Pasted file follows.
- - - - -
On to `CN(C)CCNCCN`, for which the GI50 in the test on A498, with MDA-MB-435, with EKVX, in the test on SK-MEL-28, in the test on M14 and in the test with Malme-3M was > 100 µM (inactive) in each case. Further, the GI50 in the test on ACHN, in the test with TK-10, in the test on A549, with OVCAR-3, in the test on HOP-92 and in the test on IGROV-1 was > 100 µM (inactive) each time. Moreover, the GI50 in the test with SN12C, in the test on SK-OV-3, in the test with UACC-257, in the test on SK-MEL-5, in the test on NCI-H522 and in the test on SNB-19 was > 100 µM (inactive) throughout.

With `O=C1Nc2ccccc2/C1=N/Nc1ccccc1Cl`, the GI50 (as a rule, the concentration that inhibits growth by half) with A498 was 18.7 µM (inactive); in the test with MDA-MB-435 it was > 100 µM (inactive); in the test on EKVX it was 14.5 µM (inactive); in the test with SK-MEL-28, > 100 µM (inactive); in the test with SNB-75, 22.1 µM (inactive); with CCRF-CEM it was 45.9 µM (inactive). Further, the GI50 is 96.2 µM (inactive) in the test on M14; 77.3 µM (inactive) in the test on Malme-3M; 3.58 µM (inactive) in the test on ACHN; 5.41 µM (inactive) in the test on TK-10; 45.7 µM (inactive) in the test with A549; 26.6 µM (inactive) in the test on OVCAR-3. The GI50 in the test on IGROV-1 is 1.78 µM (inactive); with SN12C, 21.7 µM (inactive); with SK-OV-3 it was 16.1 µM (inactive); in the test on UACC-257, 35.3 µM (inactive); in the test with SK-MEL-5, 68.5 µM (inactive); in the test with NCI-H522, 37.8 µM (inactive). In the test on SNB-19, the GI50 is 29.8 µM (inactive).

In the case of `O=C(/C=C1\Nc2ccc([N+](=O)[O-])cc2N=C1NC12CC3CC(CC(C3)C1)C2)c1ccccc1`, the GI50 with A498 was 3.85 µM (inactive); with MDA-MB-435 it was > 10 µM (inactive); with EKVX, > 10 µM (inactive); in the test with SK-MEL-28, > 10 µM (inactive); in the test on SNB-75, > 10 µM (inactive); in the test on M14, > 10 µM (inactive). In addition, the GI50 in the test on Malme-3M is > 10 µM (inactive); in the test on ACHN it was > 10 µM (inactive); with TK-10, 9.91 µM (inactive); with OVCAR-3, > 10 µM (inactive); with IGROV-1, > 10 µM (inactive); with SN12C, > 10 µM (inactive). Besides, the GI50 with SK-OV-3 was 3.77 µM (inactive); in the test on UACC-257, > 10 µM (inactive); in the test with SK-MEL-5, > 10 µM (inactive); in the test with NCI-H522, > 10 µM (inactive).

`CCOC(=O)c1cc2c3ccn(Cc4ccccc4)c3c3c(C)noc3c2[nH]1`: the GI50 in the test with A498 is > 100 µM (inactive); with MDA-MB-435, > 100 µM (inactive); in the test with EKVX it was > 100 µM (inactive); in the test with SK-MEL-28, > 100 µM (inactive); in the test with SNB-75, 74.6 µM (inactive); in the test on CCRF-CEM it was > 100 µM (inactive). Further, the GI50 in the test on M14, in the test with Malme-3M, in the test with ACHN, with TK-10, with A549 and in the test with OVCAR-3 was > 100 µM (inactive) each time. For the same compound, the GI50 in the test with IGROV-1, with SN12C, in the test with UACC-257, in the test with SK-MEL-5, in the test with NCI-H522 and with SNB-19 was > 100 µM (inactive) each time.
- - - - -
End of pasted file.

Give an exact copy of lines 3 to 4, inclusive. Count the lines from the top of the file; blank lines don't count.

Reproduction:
In the case of `O=C(/C=C1\Nc2ccc([N+](=O)[O-])cc2N=C1NC12CC3CC(CC(C3)C1)C2)c1ccccc1`, the GI50 with A498 was 3.85 µM (inactive); with MDA-MB-435 it was > 10 µM (inactive); with EKVX, > 10 µM (inactive); in the test with SK-MEL-28, > 10 µM (inactive); in the test on SNB-75, > 10 µM (inactive); in the test on M14, > 10 µM (inactive). In addition, the GI50 in the test on Malme-3M is > 10 µM (inactive); in the test on ACHN it was > 10 µM (inactive); with TK-10, 9.91 µM (inactive); with OVCAR-3, > 10 µM (inactive); with IGROV-1, > 10 µM (inactive); with SN12C, > 10 µM (inactive). Besides, the GI50 with SK-OV-3 was 3.77 µM (inactive); in the test on UACC-257, > 10 µM (inactive); in the test with SK-MEL-5, > 10 µM (inactive); in the test with NCI-H522, > 10 µM (inactive).

`CCOC(=O)c1cc2c3ccn(Cc4ccccc4)c3c3c(C)noc3c2[nH]1`: the GI50 in the test with A498 is > 100 µM (inactive); with MDA-MB-435, > 100 µM (inactive); in the test with EKVX it was > 100 µM (inactive); in the test with SK-MEL-28, > 100 µM (inactive); in the test with SNB-75, 74.6 µM (inactive); in the test on CCRF-CEM it was > 100 µM (inactive). Further, the GI50 in the test on M14, in the test with Malme-3M, in the test with ACHN, with TK-10, with A549 and in the test with OVCAR-3 was > 100 µM (inactive) each time. For the same compound, the GI50 in the test with IGROV-1, with SN12C, in the test with UACC-257, in the test with SK-MEL-5, in the test with NCI-H522 and with SNB-19 was > 100 µM (inactive) each time.